GDPR has been in effect for a month today. Lawsuits have been filed, surveys have been done, and the UK has taken some action. But in Brussels there is only silence.
The last announcement on the EU’s data protection site was on May 31. Either the entire world is in compliance or the EU’s data police are out of the office.
Where are those ruinous fines the EU has warned us about?
Meanwhile, confusion reigns. For example, The Register reports that many non-EU websites are locking out non-EU users. Pottery Barn says on its site that “due to technical challenges caused by new regulations in Europe,” it is not accepting orders from the EU.
Some media sites, like Tronc, are also blocking EU residents, The Register continues.
This is an iffy game, considering that GDPR requires that EU citizens who live elsewhere are also protected by the law.
Stern adds, however, that there is a corollary that companies such as Pottery Barn seem to underestimate:
Then there is the confusion that still seems to exist about differing laws — for example, over the potential conflict between GDPR and the EU’s PSD2 (Revised Payment Service Directive). This rule opens up financial payments to third parties like Facebook and Google, and it requires that banks share information with them.
Amit Dua, global head of client operations for SunTec, speculates that GDPR and PSD2 contradict each other. “How can businesses possibly juggle the two seemingly contradictory regulations?” he asks on ITProPortal.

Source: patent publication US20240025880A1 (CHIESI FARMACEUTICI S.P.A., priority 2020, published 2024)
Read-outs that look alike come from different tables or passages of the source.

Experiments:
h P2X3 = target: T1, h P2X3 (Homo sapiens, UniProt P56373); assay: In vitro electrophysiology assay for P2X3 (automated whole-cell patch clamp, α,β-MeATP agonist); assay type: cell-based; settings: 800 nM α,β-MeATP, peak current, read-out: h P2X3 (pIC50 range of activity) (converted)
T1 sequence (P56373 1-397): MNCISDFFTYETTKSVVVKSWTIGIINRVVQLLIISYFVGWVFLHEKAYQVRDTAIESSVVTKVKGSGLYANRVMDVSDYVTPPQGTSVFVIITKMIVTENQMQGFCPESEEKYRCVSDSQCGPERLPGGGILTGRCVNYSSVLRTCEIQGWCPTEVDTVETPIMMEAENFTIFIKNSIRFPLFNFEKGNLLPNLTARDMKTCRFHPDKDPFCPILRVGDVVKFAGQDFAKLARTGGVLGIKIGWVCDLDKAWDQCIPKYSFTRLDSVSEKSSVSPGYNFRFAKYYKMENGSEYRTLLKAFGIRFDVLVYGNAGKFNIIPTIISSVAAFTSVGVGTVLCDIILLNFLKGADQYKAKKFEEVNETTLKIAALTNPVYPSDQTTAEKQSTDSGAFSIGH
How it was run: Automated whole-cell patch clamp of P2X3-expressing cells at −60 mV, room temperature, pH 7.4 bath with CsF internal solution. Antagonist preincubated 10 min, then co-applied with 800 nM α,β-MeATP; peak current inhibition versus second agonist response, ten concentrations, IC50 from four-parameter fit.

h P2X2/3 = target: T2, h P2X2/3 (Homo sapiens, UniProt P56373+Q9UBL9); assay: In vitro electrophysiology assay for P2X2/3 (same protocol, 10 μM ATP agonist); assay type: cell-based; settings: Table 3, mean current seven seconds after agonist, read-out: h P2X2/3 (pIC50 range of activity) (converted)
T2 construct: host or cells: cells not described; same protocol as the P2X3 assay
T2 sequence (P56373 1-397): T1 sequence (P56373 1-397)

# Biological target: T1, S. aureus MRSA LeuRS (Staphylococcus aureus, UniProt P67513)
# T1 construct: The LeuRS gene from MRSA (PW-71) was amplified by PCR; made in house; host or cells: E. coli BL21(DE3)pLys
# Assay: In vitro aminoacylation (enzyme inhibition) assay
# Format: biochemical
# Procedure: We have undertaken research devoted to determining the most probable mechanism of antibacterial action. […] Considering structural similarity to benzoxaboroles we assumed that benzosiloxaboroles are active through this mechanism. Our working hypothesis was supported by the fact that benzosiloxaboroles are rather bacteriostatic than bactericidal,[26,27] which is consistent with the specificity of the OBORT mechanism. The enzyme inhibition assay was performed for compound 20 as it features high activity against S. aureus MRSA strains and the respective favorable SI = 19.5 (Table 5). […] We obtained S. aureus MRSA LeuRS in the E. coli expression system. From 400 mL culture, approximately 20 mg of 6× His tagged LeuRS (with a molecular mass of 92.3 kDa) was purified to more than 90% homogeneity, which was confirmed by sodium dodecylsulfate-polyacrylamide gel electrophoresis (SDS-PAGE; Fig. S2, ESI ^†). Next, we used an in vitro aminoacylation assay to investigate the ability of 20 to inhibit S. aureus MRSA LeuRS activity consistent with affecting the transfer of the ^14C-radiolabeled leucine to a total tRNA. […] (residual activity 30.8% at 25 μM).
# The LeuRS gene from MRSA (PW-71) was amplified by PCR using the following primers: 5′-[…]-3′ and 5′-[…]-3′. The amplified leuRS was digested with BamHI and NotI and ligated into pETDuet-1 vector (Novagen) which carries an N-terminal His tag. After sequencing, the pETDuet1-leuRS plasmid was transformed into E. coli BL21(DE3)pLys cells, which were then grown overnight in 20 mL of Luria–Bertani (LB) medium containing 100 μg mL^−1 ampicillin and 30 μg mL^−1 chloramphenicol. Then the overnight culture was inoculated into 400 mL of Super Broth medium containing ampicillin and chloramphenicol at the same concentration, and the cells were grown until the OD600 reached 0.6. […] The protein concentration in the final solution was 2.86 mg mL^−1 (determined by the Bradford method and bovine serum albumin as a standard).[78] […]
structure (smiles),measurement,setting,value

Dua concludes that while the two laws seem to be contradictory, they will lead to “a much needed acceleration of their digital transformation process by placing the customer in the centre.”
As for the lack of comment from iBrussels, Stern says that there has been "a significant but expected silence from regulators since the GDPR went live. We are now at the phase of a new law where complaints are filed and slowly processed. Major US technology companies have been hit with lawsuits seeking billions of dollars. The legal system will take these cases very seriously, which means a ton of time needs to be spent on them. It could be years before the first major judgment is issued. In a few years it may look like out of nowhere the EU is issuing billion dollar fines. That is only because the nuances of these lawsuits may not be of interest to the general public before there is a judgment"
We will see. But it proves again that consumers themselves will suffer the most under GDPR if companies can't figure these things out.
In perhaps the worst piece of absurdity to date, a man complains that he was locked out of his hotel room because of a “GDPR update on the door system,” the Register notes.